Juniper Jin and Pine Jin-

A month ago we started talking about pine jin. Here are some photos and thoughts about pine and juniper jin and how they differ.

This is a pine jin. It looks cut off, doesn’t it? But it’s never been touched. This is what a dead pine branch will do if left to its own devices, checks develop in it, and when old enough the end will fall off and it looks severed. Dead juniper branches don’t do this.

Juniper jin. Notice the cracking is lengthwise. And because on juniper it’s striated like this, it affects the tip of the jin and what that looks like.

Juniper jin, getting nobbly in its old age, but not broken-looking, like a pine.

Another natural pine jin. The broken appearance.

Juniper jin, not checkered, and still striated.

Naturally, as these photos show, pine jin is broken and not sharp, and juniper jin is eroded and comparatively sharper (but often not as sharp as some of us make our jin). One could certainly make the argument that a sharp jin is more in line with what bonsai scale would dictate. And yet when we see the craggy erosion of jin on our collected trees, which may have been exposed for many decades, a dichotomy emerges.

Here is the choice: Either we carve our jins to be sharp and in scale, or we leave them less pointed and more in tune with the close-up virtues of old wood, which is checked and eroded blunt from exposure to sun and microbial breakdown. It seems to me the most natural course is to not to whittle our jins to the vanishing point, very sharp, as if that is assumed. We have two distinct parts, a small tree, and a piece of dead wood. One is viewed as if from afar. The other, from up close. Bonsai is famous for duality and how the minuscule can represent the macroscopic and vice versa, and how we handle our deadwood gives this scale shift one more possible expression.

These comments were inspired by seeing old deadwood that weathered naturally, and not having the heart to damage the natural textures and erosion of particularly their ends, by nibbling at them with a tool to make them sharper, or have more taper. As I’ve looked at these trees, I’ve enjoyed the tension which plays between the small tree and the stubbier nubs of jin. But, it is not in scale, which not everyone will like.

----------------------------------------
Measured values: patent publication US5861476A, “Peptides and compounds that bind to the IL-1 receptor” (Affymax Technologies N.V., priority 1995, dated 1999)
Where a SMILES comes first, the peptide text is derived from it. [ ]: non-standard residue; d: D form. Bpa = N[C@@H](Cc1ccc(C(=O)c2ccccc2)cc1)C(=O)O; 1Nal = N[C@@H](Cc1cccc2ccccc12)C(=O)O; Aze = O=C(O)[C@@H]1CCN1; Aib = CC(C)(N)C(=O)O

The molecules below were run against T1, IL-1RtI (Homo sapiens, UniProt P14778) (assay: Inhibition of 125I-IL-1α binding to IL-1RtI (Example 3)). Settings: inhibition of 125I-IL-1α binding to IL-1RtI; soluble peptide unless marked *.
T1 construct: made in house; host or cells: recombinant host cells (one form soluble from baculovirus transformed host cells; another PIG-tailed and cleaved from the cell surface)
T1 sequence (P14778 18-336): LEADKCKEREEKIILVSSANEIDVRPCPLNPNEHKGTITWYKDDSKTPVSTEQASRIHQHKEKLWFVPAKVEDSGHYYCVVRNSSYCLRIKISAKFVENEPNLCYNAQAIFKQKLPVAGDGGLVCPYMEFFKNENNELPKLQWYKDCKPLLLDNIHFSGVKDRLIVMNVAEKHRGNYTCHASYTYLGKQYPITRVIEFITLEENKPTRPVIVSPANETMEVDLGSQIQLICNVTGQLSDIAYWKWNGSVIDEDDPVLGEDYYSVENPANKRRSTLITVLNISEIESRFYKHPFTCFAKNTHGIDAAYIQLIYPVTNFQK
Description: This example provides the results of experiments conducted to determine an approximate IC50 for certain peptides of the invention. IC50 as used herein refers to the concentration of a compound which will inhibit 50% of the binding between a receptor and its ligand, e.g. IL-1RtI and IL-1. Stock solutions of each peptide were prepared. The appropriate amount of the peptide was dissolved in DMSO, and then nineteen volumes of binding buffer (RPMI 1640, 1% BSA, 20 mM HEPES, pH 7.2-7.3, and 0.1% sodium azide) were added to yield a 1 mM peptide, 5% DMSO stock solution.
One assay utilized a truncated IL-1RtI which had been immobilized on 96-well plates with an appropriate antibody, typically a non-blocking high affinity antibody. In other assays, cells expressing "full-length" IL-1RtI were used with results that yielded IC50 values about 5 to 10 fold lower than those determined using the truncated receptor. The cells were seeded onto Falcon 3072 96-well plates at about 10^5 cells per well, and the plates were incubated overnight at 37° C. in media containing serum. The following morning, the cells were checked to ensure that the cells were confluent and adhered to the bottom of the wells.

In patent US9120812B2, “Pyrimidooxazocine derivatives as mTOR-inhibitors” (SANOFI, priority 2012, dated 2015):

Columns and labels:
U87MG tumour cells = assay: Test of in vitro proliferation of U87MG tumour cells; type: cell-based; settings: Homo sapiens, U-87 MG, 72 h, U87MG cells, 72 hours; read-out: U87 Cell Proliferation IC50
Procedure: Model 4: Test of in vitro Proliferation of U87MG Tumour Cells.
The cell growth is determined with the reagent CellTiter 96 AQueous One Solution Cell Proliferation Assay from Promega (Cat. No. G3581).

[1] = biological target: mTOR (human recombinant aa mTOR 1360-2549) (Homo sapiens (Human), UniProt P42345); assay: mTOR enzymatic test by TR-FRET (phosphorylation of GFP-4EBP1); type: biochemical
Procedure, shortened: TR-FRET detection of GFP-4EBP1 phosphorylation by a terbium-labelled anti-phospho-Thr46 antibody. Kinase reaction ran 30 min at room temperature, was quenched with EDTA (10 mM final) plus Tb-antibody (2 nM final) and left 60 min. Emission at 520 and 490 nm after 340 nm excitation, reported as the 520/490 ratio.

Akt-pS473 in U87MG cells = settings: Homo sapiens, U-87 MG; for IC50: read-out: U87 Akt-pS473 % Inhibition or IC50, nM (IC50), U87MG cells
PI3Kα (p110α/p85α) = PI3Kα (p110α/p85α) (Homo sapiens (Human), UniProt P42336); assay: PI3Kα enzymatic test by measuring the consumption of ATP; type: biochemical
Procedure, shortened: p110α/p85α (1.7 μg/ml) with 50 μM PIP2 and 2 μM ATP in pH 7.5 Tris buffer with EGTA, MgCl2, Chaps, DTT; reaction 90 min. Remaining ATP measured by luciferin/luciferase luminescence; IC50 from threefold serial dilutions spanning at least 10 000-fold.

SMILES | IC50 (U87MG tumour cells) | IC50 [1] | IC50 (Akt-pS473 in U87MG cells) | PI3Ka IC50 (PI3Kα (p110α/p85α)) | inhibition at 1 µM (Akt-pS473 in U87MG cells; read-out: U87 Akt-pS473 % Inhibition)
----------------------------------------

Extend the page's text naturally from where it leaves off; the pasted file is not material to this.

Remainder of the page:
The other reason this makes sense to me is that many of the trees that have jin, junipers and such, are often not really designed to look like trees. They are abstract living objects. And on those bonsai, leaving alone old jin that was created by nature can be a more arguable position.


  1. Bobby says:

    Wouldn’t a Jin appear more pointed from a distance, so if the tree is to be made to look as a large ancient tree the jins in scale would have a good taper, but not necessarily a pointed tip. Then lines and checking would be added back to the jin once the desired thickness is reached. To me it seems even a close view tree should have jin in scale.

    • crataegus says:

      It’s a good point, that a close view tree should have jin in scale, and it’s certainly an easily defendable position that bonsai should have such jin. I’ve written a bit more on this post since posting it, about my preference for leaving old jin alone and why, and also that some of the trees that have the most jin, such as junipers, often don’t look like trees at all but are abstract living objects—where jin out of scale isn’t such a problem.

      • Bobby says:

        That’s true and I suppose I didn’t consider that style of bonsai with my comment, as it does not really appeal to me personally. To each their own though.

  2. Harold Mitchell says:

    Left to is own devices, nature will always take the right course. We as bonsai enthusiasts always want that complete bonsai right now. I don’t see many Jin’s that are carved by man, that looks natural or in proportion.

    • Bobby says:

      I agree, it is usually not done well, but that does not mean it cannot be done well. It is odd to claim that nature will take care of our bonsai with all the unnatural things we must do in order to create and maintain a bonsai though. We wire, cut, feed, protect, etc. Why would deadwood be the one thing that is untouchable? I think a balanced approach of leaving all that you can mixed with doing a proper job of carving what you need to is the way to go.

      • crataegus says:

        I have seen carving done well and done poorly. Nature is a good guide, and it may be one of the few things that we can sometimes leave up to nature to do well, but I agree we must be the deciders about when to leave it alone and when to step in.

  3. John Wiessinger says:

    Thank you so much for this clear explanation. I find it important to make my trees look as “natural” as possible and your clear and direct observations really helps. I trust you and your great Mountain Hemlock forest are well. My best, John Wiessinger

  4. Joyce Tsuji says:

    Interesting observation Michael about the differences in natural jin in pine versus juniper. It makes sese that the properties of the wood of these different species affects its weathering. Dead wood that would tend to break up and get checked would not hold a pointed end, whereas dead wood that is more resistant to such degradation with a stronger linear component would tend to form sharper ends as the ends are weathered and erode.

    Nature can certainly teach us a lot! Thank you for your insight, Joyce

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